If you have any problems related to the accessibility of any content (or if you want to request that a specific publication be accessible), please contact (firstname.lastname@example.org).
Role of Pattern Recognition Receptors in KSHV Infection
AltmetricsView Usage Statistics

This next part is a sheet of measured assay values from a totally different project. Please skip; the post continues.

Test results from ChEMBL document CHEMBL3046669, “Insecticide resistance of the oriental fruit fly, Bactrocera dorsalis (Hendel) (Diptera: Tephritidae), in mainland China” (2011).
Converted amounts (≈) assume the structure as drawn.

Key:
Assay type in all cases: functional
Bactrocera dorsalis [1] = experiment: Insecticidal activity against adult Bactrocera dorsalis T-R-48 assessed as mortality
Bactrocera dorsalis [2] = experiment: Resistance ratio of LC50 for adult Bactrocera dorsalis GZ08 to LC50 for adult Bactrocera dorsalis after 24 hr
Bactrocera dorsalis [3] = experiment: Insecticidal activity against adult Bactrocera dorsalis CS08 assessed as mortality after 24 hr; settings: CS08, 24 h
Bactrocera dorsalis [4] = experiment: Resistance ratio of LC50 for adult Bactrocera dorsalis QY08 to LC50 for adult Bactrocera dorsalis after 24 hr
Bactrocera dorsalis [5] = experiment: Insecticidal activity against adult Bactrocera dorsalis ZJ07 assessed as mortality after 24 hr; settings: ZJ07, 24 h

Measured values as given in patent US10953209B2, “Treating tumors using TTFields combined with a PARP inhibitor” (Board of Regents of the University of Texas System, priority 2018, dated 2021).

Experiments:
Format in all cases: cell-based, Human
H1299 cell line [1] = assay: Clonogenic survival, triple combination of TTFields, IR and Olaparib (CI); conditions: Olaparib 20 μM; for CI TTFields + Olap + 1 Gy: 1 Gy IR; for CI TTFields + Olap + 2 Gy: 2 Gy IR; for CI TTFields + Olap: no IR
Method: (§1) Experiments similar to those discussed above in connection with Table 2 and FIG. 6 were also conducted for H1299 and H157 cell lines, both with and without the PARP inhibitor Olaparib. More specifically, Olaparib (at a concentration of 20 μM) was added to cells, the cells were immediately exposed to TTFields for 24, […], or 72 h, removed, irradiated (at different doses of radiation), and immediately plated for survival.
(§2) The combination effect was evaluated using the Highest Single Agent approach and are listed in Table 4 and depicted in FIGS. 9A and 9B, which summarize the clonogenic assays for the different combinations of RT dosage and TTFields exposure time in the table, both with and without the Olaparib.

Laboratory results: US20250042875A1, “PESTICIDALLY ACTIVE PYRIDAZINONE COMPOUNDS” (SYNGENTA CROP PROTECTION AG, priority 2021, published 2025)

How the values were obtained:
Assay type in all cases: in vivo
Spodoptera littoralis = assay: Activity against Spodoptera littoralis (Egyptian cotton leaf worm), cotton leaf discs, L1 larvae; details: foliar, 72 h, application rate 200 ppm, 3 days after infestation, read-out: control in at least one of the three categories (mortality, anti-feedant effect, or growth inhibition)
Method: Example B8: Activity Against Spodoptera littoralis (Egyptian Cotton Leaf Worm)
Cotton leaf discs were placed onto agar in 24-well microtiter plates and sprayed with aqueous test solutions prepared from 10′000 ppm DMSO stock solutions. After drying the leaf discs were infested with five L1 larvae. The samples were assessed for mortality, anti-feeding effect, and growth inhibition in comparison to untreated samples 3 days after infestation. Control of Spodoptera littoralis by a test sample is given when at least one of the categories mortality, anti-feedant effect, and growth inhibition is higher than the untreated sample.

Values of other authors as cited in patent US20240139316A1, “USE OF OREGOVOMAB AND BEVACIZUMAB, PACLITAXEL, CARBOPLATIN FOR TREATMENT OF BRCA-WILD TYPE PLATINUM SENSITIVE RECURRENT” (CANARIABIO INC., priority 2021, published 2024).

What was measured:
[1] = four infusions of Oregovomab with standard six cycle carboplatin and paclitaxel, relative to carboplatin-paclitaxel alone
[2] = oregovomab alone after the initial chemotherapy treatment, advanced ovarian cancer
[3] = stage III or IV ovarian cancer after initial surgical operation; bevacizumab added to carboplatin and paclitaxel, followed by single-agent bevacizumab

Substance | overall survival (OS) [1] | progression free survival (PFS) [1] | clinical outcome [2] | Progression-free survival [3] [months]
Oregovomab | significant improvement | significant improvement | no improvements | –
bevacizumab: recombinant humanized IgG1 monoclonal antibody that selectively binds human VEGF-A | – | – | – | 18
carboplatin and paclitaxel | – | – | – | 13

Kaposi's sarcoma-associated herpesvirus or Human herpesvirus-8 (KSHV/HHV-8), an oncogenic human herpesvirus and the leading cause of cancer in HIV-infected individuals, is a major public health concern with recurring reports of epidemics on a global level. The early detection of KSHV virus and subsequent activation of the antiviral immune response by the host's immune system are crucial to prevent KSHV infection. The host's immune system is an evolutionary conserved system that provides the most important line of defense against invading microbial pathogens, including viruses. Viruses are initially detected by the cells of the host innate immune system, which evoke concerted antiviral responses via the secretion of interferons (IFNs) and inflammatory cytokines/chemokines for elimination of the invaders. Type I IFN and cytokine gene expression are regulated by multiple intracellular signaling pathways that are activated by germline-encoded host sensors, i.e., pattern recognition receptors (PRRs) that recognize a conserved set of ligands, known as pathogen-associated molecular patterns (PAMPs)'. On the contrary, persistent and dysregulated signaling of PRRs promotes numerous tumor-causing inflammatory events in various human cancers. Being an integral component of the mammalian innate immune response and due to their constitutive activation in tumor cells, targeting PRRs appears to be an effective strategy for tumor prevention and/or treatment. Cellular PRRs are known to respond to KSHV infection, and KSHV has been shown to be armed with an array of strategies to selectively inhibit cellular PRR-based immune sensing to its benefit. In particular, KSHV has acquired specific immunomodulatory genes to effectively subvert PRR responses during the early stages of primary infection, lytic reactivation and latency, for a successful establishment of a life-long persistent infection. The current review aims to comprehensively summarize the latest advances in our knowledge of role of PRRs in KSHV infections.